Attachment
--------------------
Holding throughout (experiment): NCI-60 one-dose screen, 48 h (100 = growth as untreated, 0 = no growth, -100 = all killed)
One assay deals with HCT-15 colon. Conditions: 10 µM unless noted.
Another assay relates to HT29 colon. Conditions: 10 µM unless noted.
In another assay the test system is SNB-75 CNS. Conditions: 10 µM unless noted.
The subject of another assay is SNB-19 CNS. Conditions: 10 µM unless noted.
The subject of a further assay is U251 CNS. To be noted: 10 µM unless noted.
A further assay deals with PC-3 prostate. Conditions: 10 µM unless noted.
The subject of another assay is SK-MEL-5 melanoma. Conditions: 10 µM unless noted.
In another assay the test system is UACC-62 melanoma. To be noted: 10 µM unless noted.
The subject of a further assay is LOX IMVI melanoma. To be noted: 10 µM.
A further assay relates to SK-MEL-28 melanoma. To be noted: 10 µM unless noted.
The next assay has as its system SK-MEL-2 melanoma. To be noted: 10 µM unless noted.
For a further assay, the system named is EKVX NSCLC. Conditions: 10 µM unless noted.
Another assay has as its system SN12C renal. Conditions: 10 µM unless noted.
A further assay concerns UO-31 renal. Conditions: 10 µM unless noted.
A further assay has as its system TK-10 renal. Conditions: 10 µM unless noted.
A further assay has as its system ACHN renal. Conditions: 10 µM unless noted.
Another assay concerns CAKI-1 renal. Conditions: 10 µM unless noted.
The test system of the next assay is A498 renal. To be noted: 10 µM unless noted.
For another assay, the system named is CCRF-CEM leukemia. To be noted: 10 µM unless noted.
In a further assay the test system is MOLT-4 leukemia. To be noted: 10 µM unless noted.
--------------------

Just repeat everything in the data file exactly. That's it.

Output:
Holding throughout (experiment): NCI-60 one-dose screen, 48 h (100 = growth as untreated, 0 = no growth, -100 = all killed)
One assay deals with HCT-15 colon. Conditions: 10 µM unless noted.
Another assay relates to HT29 colon. Conditions: 10 µM unless noted.
In another assay the test system is SNB-75 CNS. Conditions: 10 µM unless noted.
The subject of another assay is SNB-19 CNS. Conditions: 10 µM unless noted.
The subject of a further assay is U251 CNS. To be noted: 10 µM unless noted.
A further assay deals with PC-3 prostate. Conditions: 10 µM unless noted.
The subject of another assay is SK-MEL-5 melanoma. Conditions: 10 µM unless noted.
In another assay the test system is UACC-62 melanoma. To be noted: 10 µM unless noted.
The subject of a further assay is LOX IMVI melanoma. To be noted: 10 µM.
A further assay relates to SK-MEL-28 melanoma. To be noted: 10 µM unless noted.
The next assay has as its system SK-MEL-2 melanoma. To be noted: 10 µM unless noted.
For a further assay, the system named is EKVX NSCLC. Conditions: 10 µM unless noted.
Another assay has as its system SN12C renal. Conditions: 10 µM unless noted.
A further assay concerns UO-31 renal. Conditions: 10 µM unless noted.
A further assay has as its system TK-10 renal. Conditions: 10 µM unless noted.
A further assay has as its system ACHN renal. Conditions: 10 µM unless noted.
Another assay concerns CAKI-1 renal. Conditions: 10 µM unless noted.
The test system of the next assay is A498 renal. To be noted: 10 µM unless noted.
For another assay, the system named is CCRF-CEM leukemia. To be noted: 10 µM unless noted.
In a further assay the test system is MOLT-4 leukemia. To be noted: 10 µM unless noted.